My focus the last couple of years, regarding my personal work, has turned to my sketchbook practice and travel. This allows me to combine my art with spending time with my family.

In your opinion, what are the characteristics of a successful art student?

Curious and willing to take chances, have an open mind and heart, hard work and dedication, someone not afraid to fail. A certain degree of confidence combined with a healthy dose of humility. Always asking questions of faculty, peers and of themselves.

Is there a type of person that's a bad fit for a formal art education?

Formal training may not be for everyone. I think it depends on the person and what they are looking for in their education. How much are they going to invest in their training? Will they make the educational process work for them as an individual, taking advantage of the access they have to faculty and peers? Learning from everyone around them as well as sharing their own knowledge. A lot of what school is about is making connections, not only with others but with oneself. It is also about timing and balance, is it the right moment for someone to make this commitment in their life? 

What are the perks or disadvantages of being an artist in Kansas City? 

Kansas City is a small town with some large city amenities, a vibrant and active arts scene, professional sports, museums, good food, all with affordable living. With technology, you can live almost anywhere these days and have an illustration and/or art practice, but that being said, living in a large city and having the ability to meet the people you need to see your work is vital.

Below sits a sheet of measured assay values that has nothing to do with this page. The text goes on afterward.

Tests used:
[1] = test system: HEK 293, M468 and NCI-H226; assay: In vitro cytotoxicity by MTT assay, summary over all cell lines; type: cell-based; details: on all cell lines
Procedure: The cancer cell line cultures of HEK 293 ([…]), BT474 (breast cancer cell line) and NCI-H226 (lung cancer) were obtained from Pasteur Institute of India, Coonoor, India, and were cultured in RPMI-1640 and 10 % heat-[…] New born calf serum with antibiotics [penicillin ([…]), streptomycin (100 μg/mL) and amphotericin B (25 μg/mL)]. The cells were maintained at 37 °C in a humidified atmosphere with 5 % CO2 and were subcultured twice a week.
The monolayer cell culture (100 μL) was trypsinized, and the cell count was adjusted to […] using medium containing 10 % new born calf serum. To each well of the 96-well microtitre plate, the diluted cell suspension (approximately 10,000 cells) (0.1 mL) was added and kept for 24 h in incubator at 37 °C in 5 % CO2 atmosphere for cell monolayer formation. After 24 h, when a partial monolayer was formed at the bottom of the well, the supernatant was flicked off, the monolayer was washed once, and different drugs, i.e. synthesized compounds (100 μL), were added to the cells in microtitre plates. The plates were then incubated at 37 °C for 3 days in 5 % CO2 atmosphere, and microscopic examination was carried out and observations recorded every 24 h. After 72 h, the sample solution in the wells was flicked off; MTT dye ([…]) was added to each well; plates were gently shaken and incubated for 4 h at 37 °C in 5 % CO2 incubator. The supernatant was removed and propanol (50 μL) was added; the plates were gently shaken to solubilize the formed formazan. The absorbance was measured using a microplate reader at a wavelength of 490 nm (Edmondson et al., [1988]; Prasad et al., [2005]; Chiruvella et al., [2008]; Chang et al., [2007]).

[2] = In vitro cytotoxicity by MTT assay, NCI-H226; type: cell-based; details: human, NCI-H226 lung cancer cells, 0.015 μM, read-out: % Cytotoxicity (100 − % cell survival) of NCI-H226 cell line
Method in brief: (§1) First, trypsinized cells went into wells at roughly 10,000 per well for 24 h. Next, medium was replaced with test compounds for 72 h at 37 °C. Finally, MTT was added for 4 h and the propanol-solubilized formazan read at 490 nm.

Clients, art directors, galleries, etc.  I think it depends on what you are looking for in your career. I’ve had quite a few students move to the coasts and find success, as well as those that have settled elsewhere and have success as well. It really depends on how you define success. It will be different for everyone. At this stage in my career, my idea of success is here in KC with my family, being a dad, a husband, making art, traveling and teaching.

You use a lot of strong colors and shapes, how did you develop that style?

This is something that has happened slowly over the last few years. I have always loved to draw and doodle. I have always drawn simple shapes and color. I suppose these things are being fused together now. I think the strong colors come from my love for Fauvism. I am excited to see where it will go.  As I get older, I am more interested in the immediacy of pen marks and brush strokes. Making things that aren’t overworked or too refined as a response to what is happening in the moment.

It's obvious from your social media that you sketch a lot, did you always sketch that much or did you have to discipline yourself to do that?

Over the past 3 or so years, I made a conscious decision to dive into an active sketchbook practice. It has become a habit now, and I don’t go anywhere without my sketchbook gear. 

It is also a great conversation starter with folks that you meet along the way. People really respond positively to seeing someone drawing and keeping a sketchbook, which I learned from a recent trip to China.

Do you have a routine for squeezing in some drawing time or is it random?